If I thought only strangers would see the words, I’d share what I’m afraid those who know me may see.
I could be the oldest of five girls and the daughter of a dead man who’s phone number I still have. I could be the daughter of a widow I’m hoping to talk out of a nose stud at 54 not because she’s my mother, but because it seems the three ear cartilage piercings were just a gateway drug to to reliving the adolescence she lost as a teenaged mother and the nose stud would really just be too much.
Maybe I’m the black sheep of the family who moved out at 21 and ran straight into the arms of a married man who didn’t bother admitting he was separated and not divorced until after my father told me never to come back and maybe I became the other woman for the next six months because I wasn’t strong en0ugh to admit I’d made a horrible mistake. Or I could be the woman who woke up one morning in the apartment shared with that married man after a party and too much alcohol, stumbling into the bathroom to find him passed out on the floor and just as confused as to why we both blacked out. And maybe, even though I knew something had happened that I didn’t remember and didn’t want to think about, maybe I was the woman who never brought that night up again because life was just easier that way.
What if I’m the woman whom, at age 20, tried overdosing on Tylenol and then got so scared that I called that guy I was seeing to take me to the emergency room and was released only because I knew to lie when asked by the attending nurse if I still had thoughts of hurting myself. I could also be the woman who sat before her parents on a weekend visit from college and shared the news of my suicide attempt only because I figured they’d see the insurance bill. Then again, maybe I’m just the woman who was both relieved and slightly hurt that the conversation only consisted of “You’re not going to do it again, are you?” and “of course not.”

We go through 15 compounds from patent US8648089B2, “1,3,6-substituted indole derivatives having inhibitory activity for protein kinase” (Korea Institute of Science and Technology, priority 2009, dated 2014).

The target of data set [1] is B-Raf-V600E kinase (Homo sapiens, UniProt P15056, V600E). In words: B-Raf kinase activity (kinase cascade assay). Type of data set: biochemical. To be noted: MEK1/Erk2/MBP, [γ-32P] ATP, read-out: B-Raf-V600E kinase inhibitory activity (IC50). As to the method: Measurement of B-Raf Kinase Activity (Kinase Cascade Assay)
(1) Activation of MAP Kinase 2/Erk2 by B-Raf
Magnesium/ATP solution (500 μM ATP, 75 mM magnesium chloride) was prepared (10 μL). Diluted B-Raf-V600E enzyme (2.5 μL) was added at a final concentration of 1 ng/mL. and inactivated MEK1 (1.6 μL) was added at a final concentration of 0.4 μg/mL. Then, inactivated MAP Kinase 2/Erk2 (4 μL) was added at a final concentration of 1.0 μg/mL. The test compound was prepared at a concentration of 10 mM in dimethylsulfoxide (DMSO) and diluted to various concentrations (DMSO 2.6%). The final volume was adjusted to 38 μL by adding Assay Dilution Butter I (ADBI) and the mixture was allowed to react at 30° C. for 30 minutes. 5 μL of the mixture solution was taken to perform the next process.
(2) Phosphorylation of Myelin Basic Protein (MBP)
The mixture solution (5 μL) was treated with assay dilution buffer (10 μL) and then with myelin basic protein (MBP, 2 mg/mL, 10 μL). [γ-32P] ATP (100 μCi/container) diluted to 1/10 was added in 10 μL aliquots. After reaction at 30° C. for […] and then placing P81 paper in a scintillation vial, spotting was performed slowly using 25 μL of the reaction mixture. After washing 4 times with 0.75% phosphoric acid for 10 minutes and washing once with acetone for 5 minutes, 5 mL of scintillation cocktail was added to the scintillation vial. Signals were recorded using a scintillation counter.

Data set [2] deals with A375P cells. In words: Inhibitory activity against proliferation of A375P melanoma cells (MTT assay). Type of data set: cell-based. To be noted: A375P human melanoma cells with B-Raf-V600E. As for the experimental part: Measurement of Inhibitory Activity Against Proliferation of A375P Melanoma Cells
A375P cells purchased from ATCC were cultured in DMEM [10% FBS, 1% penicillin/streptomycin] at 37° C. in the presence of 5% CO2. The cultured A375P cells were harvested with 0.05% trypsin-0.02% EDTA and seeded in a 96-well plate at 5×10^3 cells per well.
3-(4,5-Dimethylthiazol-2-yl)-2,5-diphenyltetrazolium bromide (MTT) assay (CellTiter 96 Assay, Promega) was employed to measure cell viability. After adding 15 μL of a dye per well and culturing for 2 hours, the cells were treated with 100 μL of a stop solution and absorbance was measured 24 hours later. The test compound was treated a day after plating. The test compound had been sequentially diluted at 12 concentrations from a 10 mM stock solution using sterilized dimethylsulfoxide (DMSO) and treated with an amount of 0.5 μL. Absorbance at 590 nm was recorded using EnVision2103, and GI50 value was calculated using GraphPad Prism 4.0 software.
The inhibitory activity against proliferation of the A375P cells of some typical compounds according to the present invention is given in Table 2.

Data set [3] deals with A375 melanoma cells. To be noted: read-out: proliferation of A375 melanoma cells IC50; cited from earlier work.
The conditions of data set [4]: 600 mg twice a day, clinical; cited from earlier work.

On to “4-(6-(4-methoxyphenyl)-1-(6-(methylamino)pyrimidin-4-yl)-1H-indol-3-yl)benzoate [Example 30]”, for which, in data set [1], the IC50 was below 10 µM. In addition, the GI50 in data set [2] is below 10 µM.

Or I’m the woman who, as a teen, hated myself and my body so much that I lost myself in bulimia and found solace in the horribly soothing cycle of binging and purging. Maybe I’m the now recovered bulimic who secretly felt like an anorexic failure who still occasionally wonders how to flip the switch in my brain from crazy to normal.
What if I am all of these things? And what if my daughter is as strong and confident now at five years old as I hope to be one day? And what if I would do anything in my power to make sure she grows whole and strong and confident and never knows what it feels like to be broken?
So much material and an equal amount of self-doubt mixed with a healthy dash of concern over what The Familia will think if you share THAT makes for a big fucking headache, my friends. But it isn’t about just me anymore, is it? And I can’t make that difference I dreamed about as a kid if I’m going to let my worry about being blacklisted by my family get in the way, now can I?
There’s more to share. Just give me some time.
It’s time to go hug my daughter now.